Similarly, the Language and Learning Lab aims to find out how children learn best, and what factors can help them learn better or impede their learning, said Patricia Ganea, the lab's director.
"We ultimately hope that our findings are being taken into the schools and the homes and better children's development," she said.
Recruiting subjects a challenge for scientists
Ganea said her biggest research challenge is recruiting enough children.
"I don't see another way of learning about children's development," she added.
The lab typically runs six to eight experiments at a time on children 17 months to eight years old, and each one requires an average of 50 children. Some need as many as 200. To find volunteers, the lab does outreach at baby shows, libraries, preschools and farmer's markets.
Families who volunteer are not just contributing to valuable research.
"We try to design our activities to be fun for children," Ganea said. "We hope that the families who come into the lab have a great time here."
Sold yet? If you're interested in giving the guinea pig life a try, here are three suggestions for places to start:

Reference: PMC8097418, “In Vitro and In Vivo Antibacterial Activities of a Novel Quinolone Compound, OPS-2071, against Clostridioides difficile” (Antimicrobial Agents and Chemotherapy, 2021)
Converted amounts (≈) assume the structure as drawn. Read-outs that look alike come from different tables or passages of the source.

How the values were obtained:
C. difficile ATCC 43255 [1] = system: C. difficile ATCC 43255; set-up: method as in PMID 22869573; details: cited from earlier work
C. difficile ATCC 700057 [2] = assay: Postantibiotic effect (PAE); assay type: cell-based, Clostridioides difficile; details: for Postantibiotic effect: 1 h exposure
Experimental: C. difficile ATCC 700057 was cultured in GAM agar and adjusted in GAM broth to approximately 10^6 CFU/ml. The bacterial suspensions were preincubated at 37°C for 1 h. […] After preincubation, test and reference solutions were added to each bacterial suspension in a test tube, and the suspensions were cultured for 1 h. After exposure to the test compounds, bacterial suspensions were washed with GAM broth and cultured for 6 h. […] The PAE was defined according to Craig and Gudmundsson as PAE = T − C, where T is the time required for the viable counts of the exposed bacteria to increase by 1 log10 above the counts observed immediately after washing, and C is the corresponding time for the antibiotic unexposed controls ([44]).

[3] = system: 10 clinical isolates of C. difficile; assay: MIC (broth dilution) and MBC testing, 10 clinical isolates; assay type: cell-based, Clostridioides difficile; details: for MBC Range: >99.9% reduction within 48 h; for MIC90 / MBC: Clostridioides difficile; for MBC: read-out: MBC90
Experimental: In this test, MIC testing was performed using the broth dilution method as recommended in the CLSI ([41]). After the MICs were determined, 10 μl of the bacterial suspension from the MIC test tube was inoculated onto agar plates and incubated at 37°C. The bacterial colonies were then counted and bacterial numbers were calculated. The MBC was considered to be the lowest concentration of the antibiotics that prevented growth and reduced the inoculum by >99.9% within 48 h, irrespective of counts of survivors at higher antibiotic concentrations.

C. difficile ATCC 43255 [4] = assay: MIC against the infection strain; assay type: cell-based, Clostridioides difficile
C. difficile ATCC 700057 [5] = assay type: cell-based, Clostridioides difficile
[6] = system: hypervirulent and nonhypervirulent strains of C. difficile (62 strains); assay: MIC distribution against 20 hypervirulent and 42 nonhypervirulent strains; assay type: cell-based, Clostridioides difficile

- Your local science centre or museum. Many science museums invite researchers to conduct experiments on site, including Science World in Vancouver (here's a recent study conducted there at its Living Lab) and the Ontario Science Centre in Toronto.
- A child development lab at your local university. These include the Early Social Development Lab at Dalhousie University in Halifax, the Infant Research Group at McGill University in Montreal and the Brain and Cognitive Development Lab at the University of Alberta.
- Your local doctor's office or hospital. There are often signs looking for research volunteers, or you may be approached by a researcher directly. Not all involve blood tests – some are comprised of nothing more than a questionnaire or a simple measurement such as an ultrasound.
As for Rigel and me, we're always keeping our eyes open for our next scientific gig.